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Menopausal Mother Nature

News about Climate Change and our Planet


The Ozone Layer’s Significant Impact in Global Warming Is a Lesser-known Fact – Nature World News

A lesser-known type of ozone has been found as playing a significant role in heating the Southern Ocean, one of Earth’s primary cooling systems, according to a new study.

According to new research, fluctuations in ozone levels in the upper and lower atmosphere were responsible for roughly a third of the warming observed in ocean waters adjacent to Antarctica in the second half of the twentieth century.

Ozone in the Southern Ocean



Ozone is a gas that is made up of three oxygen atoms. Many types of research have been conducted to investigate ozone in the stratosphere and its function in protecting people from the sun’s damaging UV radiation.

Ozone is detrimental to people in the troposphere, which is closer to ground level.

According to a new study headed by UC Riverside researchers, this relatively low-level ozone is providing far more heat to the Southern Ocean than scientists previously thought.

“People haven’t given much attention to tropospheric ozone in regards to ocean heat uptake in the past, but based on our models, they should,” said Wei Liu, principal author of the new study and a UCR climate scientist.

The oceans absorb the overwhelming bulk of the carbon and warmth that people emit into the atmosphere when they burn fossil fuels.

The Southern Ocean, commonly known as the Antarctic Ocean, gathers one-third of all extra carbon in the world’s atmosphere, as well as an estimated 75% of all surplus heat gathered by the world’s seas, as per ScienceDaily.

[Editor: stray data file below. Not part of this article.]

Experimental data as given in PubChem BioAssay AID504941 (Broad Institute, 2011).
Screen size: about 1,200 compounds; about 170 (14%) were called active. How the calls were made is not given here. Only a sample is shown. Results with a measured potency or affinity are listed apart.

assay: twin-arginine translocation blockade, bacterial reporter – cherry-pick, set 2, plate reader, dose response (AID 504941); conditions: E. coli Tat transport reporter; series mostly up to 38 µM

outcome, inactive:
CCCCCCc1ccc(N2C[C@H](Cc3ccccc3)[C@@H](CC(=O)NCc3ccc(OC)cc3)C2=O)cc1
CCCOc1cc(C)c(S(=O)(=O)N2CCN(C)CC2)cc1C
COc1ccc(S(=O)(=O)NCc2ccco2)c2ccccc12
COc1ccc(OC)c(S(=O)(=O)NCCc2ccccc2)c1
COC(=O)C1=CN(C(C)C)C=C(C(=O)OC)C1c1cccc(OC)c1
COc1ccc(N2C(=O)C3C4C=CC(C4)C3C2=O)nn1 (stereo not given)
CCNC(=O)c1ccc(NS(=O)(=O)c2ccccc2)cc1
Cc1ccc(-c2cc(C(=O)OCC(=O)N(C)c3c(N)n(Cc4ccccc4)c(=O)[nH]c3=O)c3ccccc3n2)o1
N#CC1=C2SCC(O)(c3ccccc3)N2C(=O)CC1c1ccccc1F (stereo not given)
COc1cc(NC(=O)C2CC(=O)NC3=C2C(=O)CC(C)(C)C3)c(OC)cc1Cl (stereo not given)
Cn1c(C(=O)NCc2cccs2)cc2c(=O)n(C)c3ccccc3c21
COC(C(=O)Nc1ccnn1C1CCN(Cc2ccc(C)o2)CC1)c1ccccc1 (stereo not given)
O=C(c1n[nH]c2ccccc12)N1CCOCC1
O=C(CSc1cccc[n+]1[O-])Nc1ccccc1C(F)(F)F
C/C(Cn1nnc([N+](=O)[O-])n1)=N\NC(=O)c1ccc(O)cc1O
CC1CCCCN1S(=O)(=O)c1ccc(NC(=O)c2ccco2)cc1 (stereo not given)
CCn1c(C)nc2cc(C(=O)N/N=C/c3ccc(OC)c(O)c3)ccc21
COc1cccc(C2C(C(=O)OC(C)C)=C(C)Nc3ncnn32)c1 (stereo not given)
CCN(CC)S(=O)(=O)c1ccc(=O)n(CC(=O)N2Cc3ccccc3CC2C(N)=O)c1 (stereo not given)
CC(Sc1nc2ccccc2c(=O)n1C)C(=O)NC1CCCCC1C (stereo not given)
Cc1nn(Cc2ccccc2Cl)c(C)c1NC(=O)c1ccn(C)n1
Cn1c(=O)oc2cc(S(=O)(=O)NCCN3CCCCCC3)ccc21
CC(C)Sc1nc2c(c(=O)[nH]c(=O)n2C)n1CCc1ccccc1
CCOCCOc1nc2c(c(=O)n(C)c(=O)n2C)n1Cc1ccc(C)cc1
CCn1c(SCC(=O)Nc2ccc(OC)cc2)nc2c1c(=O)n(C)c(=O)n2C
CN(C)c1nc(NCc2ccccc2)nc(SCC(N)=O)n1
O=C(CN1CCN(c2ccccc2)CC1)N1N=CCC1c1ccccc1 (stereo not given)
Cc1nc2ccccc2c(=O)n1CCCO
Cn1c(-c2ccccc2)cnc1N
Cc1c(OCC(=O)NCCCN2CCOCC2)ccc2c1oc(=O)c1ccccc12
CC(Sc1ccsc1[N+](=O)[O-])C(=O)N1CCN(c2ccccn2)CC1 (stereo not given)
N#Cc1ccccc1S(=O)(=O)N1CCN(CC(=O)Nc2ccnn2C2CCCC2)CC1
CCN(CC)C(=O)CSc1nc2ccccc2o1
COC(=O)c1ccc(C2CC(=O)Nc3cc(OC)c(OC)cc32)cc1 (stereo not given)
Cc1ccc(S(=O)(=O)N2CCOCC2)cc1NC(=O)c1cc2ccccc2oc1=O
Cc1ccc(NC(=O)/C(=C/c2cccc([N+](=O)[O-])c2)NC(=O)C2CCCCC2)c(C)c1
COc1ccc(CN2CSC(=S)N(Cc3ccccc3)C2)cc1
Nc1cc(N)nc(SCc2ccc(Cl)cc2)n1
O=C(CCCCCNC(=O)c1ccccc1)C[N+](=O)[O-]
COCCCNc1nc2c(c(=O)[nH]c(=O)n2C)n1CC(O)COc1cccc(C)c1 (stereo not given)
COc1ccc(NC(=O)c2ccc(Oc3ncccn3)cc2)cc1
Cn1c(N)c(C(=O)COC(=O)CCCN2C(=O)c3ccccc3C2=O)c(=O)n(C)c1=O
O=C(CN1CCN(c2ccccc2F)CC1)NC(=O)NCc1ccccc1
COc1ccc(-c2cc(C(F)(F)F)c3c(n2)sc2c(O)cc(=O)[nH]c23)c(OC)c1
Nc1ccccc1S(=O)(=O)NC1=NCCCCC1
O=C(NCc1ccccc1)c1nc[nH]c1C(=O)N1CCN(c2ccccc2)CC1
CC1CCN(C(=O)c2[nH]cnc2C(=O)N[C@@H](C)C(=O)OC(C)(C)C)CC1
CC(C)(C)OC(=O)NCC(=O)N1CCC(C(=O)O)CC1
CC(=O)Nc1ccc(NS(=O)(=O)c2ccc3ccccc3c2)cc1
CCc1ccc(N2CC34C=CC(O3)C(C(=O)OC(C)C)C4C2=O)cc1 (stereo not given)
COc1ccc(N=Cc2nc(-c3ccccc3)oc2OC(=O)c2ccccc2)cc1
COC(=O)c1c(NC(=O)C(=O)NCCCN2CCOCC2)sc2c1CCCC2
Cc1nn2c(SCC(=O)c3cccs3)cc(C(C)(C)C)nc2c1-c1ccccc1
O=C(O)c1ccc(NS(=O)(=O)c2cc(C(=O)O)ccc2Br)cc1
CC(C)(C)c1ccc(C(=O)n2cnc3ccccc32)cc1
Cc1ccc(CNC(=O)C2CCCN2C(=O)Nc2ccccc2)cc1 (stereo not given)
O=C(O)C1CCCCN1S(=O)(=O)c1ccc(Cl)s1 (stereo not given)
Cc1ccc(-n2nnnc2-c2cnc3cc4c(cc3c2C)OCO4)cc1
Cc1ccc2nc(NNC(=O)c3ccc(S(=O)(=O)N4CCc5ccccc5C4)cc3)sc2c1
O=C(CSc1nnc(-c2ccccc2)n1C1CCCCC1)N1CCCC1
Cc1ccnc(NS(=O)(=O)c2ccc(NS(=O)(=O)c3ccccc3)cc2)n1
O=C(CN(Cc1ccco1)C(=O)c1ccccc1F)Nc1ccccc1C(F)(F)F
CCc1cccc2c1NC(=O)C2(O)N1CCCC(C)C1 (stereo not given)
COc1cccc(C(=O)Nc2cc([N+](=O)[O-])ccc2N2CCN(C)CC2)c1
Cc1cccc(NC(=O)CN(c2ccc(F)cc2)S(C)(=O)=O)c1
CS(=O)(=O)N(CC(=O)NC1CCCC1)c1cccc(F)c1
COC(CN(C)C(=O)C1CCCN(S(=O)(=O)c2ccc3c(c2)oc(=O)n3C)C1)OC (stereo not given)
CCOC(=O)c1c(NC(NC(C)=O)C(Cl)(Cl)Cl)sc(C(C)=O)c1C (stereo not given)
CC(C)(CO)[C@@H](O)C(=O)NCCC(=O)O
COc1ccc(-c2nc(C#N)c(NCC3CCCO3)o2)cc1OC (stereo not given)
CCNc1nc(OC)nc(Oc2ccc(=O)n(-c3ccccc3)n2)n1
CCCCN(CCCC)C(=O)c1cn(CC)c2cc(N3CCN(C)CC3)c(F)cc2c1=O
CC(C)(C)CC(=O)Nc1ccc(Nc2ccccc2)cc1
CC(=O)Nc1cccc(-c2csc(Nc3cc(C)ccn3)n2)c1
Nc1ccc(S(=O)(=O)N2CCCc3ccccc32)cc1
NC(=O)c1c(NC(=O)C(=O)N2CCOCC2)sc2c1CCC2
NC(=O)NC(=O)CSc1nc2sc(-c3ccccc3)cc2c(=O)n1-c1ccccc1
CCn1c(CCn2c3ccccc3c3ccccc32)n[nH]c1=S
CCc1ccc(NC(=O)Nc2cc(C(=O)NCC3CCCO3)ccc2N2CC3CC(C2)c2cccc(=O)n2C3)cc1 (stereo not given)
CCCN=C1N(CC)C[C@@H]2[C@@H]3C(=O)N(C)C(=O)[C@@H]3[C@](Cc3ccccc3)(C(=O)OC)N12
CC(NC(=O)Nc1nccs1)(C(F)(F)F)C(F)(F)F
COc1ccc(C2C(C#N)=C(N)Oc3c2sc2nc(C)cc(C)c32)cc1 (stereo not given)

It is critical to comprehend this warmth to regulate it.

Increased ocean warming is contributing to the well-documented issue of rising sea levels.

Liu and an international group of specialists investigated weather simulation studies using variations in ozone concentrations between 1955 and 2000 to advance this knowledge.

These climate models separated stratospheric and tropospheric ozone from other impacts on Southern Ocean temperatures, allowing them to examine how each component affects temperatures.

Although both stratospheric and tropospheric ozone influence Southern Ocean warming, the researchers discovered that the latter contribute significantly more.

Also Read: New Research Reveals Ozone Gas is Heating Earth More Than We Previously Thought

Antarctica’s response to ozone depletion

Sea ice particularly includes a large section of the ocean surface in the polar regions, helps to regulate world temperatures by reflecting incoming solar energy.

Reduced sea-ice coverage is thus projected to increase greenhouse-gas-induced global warming.

Changes in sea ice also have an impact on energy exchanges between the ocean and the atmosphere, carbon absorption by the ocean, ecosystems, and thermohaline oceanic circulation.

Constant satellite data, which began at the end of the 1970s, show that Arctic sea ice has decreased significantly during the satellite period, which is consistent with the global warming trend.

In contrast, tiny but rising trends have been recorded in the Southern Hemisphere, particularly between 1979 and 2014.

Furthermore, while climate models can substantially recreate reported Arctic sea-ice declines, the majority of them fail to reflect the Antarctic sea-ice increase from 1979 to 2014.

“For more than a decade, climatologists have been confused by observed Antarctic sea-ice extension and model-observation mismatch,” said lead author Eui-Seok Chung of the Korea Polar Research Institute, as per

It is critical to track long-term changes in global sea ice and verify that the physical mechanisms that cause such changes are appropriately represented in climate estimation techniques.

Related article: Scientists Shows the Ozone Layer Was Harmed by Smoke From Australia’s Wildfires in 2019 and 2020

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